In Australia, money for science is cut, money for religious programs increased

Guest Post by Peter Mc, Australia

Australian science body takes a funding hit while extra money is miraculously found for religious education in state schools to the tune of a quarter of a billion dollars.

CSIRO cuts space research deeply to find required $114m savings

Deep cuts to the CSIRO budget will see up to 30 positions go in the organisation’s space research division and the suspension of its Bolton fellowship, one of the world’s most prestigious astronomy scholarships.

In the meantime, one of the few industries enjoying a growth spurt in Australia is the controversial, federally-funded chaplaincy program that operates in state-run schools. But before any out of work scientists start thinking about changing to a new career, there is a fly in the ointment. Recent changes to the chaplaincy program have seen non-religious staff (social workers) losing their jobs too. So unless the scientists have a strong religious stance, they will simply be under-qualified.

The Australis fellowship and a number of postdoctoral positions will also go unfilled, and the organisation will not appoint a chief scientist to head its world-leading Square Kilometre Array project, as the CSIRO scrambles to find savings after a $114m funding cut in the federal budget.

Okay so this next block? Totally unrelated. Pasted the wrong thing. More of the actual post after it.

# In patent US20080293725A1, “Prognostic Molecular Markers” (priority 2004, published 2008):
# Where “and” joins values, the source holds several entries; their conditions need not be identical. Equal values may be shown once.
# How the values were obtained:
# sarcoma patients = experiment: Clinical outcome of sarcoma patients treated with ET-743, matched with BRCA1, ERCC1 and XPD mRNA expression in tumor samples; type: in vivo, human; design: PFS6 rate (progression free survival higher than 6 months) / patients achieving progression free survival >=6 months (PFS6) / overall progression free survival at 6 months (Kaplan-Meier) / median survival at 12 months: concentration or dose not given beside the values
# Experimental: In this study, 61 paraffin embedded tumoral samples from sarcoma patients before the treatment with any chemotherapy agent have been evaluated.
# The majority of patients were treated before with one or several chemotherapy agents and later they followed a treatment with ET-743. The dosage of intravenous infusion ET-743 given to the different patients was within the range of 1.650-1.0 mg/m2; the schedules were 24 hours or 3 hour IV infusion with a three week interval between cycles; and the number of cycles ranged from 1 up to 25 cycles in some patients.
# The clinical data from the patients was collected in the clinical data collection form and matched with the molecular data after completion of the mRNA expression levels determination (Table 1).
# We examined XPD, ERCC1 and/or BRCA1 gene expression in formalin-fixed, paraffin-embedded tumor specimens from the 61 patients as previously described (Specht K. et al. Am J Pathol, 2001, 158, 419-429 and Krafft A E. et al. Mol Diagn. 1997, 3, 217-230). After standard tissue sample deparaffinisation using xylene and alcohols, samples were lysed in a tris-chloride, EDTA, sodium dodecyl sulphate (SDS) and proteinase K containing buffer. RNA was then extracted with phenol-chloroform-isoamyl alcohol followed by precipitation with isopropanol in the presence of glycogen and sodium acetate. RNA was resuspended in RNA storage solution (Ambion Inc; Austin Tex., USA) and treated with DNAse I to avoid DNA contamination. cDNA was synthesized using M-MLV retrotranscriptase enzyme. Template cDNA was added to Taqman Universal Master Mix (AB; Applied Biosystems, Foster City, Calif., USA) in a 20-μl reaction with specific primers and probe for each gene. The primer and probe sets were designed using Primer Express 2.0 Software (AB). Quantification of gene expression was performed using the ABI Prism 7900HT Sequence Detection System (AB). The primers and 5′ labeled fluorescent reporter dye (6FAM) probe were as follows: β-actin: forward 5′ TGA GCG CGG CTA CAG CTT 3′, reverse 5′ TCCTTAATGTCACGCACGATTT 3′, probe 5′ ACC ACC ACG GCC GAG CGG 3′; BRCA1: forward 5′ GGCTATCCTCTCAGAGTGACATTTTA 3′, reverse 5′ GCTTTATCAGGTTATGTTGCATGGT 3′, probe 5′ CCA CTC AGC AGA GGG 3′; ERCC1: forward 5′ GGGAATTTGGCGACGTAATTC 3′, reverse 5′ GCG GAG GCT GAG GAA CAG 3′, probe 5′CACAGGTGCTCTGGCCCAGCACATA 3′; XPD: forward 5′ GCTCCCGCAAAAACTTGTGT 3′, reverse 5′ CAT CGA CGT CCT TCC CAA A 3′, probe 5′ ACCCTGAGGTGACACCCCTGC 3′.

After the previous Labor government spent years working extremely hard to be a major player in the SKA project, a Chief Scientist will not be appointed. This is a worrying development from a Conservative government that broke with tradition and failed to appoint a Science Minister despite Prime Minister Tony Abbott claiming to “love Science”. For all appearances, it looks as though Mr Abbott’s close ties with the Catholic Church (established when he trained for the Priesthood) far outweigh his “love of Science”.


  6 comments for “In Australia, money for science is cut, money for religious programs increased

  1. Cathy
    July 29, 2014 at 7:46 PM

    I was going to make a sarcastic remark about killing off some of our ministers in a previous article and thought better of it. This is why I wanted to write it.

  2. Tom
    July 30, 2014 at 2:41 AM

    Since Mr Abbott seems to have trained for the priesthood of the catholic church and obviously did not become a priest perhaps this is conscience money to make up for his “failure” since the mind works in strange ways.

  3. Adam
    July 30, 2014 at 5:12 AM

    When I was a kid I used to believe Australia was a really cool laid back country with progressive laws. But these days I wonder what the heck is going on with it. It has become authoritarian with religious undertones and seems to be doing its best to promote luddism at every turn. Firewalls, censorship, climate change denial, state sponsorship of religion etc.

    Whatever was wrong with the last government, I do not understand what the appeal of the current one is.

  4. Graham
    July 30, 2014 at 11:32 AM

    The reason Abbott was voted in was that to voters he appeared to be consistant.

    Rudd after reaching the end of the list of promises he used to get elected gave (or allowed) the impression to be created, that he was either basing policy on Facebook likes or opinion polls. Gillard was tainted from the get go, by the way she became PM. It would have been better strategy for the Labor party to have allowed Rudd to lose to Abbot and then dump him rather than invoke the NSW ‘revolving door’.